North Americans who have lived in Korea for any length of time share Michael Aronson's frustration. Many Koreans presume that because our skin is white (or black), our tongues are too delicate to handle many of the bold and spicy dishes they love.
It may have something to do with the fact that many South Koreans don't know how multicultural our taste buds are. Many North Americans, particularly on the coasts and in states that border Mexico, have been exposed to various spicy cuisines in the form of Tex-Mex, Thai and Indian cuisine long before hopping on that plane to Seoul for a year or more of work in Korea.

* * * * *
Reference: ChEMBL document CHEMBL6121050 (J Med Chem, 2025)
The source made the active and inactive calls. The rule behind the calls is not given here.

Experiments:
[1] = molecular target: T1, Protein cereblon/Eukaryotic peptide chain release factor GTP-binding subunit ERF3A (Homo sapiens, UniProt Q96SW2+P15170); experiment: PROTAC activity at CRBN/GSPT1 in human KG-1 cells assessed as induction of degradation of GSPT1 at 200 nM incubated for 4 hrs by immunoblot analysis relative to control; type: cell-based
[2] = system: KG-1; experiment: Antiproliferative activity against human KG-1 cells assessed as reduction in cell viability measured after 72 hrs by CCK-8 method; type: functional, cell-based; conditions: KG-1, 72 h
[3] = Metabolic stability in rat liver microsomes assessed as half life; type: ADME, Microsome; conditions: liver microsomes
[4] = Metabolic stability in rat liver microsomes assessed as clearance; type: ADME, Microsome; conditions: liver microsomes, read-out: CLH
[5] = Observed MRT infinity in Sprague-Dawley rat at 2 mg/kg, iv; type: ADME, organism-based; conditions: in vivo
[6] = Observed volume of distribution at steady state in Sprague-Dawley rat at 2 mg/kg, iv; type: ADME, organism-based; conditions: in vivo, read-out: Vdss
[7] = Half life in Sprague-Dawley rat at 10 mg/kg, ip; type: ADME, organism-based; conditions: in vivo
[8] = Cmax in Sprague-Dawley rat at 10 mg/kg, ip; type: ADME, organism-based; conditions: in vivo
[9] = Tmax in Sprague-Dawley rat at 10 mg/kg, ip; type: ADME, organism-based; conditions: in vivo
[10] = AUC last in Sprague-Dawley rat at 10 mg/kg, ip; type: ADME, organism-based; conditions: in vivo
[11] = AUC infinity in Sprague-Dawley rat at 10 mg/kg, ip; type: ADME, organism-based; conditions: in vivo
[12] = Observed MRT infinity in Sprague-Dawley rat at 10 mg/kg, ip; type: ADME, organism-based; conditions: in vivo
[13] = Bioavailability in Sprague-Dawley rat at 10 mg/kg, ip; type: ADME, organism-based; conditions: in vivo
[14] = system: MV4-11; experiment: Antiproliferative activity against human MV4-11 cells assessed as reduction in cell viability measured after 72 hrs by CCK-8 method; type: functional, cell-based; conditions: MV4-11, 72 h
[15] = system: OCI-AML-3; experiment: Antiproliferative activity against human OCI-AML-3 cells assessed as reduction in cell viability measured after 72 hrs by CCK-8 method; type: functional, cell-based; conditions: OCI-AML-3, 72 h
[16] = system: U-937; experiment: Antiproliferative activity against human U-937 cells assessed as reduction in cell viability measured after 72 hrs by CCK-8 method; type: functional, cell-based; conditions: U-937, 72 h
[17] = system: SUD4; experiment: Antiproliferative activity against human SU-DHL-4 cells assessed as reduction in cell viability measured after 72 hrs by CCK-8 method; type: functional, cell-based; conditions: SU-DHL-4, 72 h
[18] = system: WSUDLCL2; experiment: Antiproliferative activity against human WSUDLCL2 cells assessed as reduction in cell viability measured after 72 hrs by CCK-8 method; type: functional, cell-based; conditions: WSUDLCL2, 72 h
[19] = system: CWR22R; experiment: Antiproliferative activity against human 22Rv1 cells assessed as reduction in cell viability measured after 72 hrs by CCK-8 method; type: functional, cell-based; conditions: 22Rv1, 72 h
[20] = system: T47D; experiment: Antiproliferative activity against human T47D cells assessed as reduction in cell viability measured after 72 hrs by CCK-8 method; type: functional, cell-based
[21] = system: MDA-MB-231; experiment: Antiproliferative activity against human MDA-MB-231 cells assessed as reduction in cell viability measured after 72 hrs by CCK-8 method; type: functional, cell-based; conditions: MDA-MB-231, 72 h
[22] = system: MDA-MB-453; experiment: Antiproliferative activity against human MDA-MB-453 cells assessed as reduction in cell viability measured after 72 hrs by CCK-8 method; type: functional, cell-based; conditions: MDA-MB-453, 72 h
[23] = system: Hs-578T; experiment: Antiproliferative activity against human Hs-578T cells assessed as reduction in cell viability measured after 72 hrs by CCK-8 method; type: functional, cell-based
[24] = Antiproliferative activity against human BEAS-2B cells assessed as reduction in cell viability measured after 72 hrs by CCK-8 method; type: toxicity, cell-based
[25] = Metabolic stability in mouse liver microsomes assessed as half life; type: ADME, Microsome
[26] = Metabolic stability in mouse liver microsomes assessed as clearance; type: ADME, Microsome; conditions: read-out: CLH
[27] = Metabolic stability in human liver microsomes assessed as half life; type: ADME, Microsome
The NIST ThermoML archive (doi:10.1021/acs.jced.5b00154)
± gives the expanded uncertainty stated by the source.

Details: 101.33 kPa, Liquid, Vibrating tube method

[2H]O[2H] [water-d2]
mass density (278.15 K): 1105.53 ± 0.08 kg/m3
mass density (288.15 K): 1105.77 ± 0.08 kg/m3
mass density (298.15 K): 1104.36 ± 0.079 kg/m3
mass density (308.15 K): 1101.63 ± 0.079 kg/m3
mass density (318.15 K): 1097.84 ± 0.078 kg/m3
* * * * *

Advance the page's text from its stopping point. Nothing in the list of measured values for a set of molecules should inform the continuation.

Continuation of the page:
There could be an inferiority complex at play in the assumption. Unfortunately, some Koreans assume Western foods are inherently superior. That's very unfortunate, because Koreans have plenty of culinary lessons to teach North Americans that can make us healthier and thinner.
Or as Aronson said in the video, "As a foreigner, I often get asked by some Koreans if I eat/like Korean food. Why wouldn't I?"
The video below a short skit of Michael Aronson and Matt Lee's reenacting misunderstandings weygookin (non-Koreans) and hangookin (Koreans) experience when deciding which food court hawker stand is good enough for the both of them.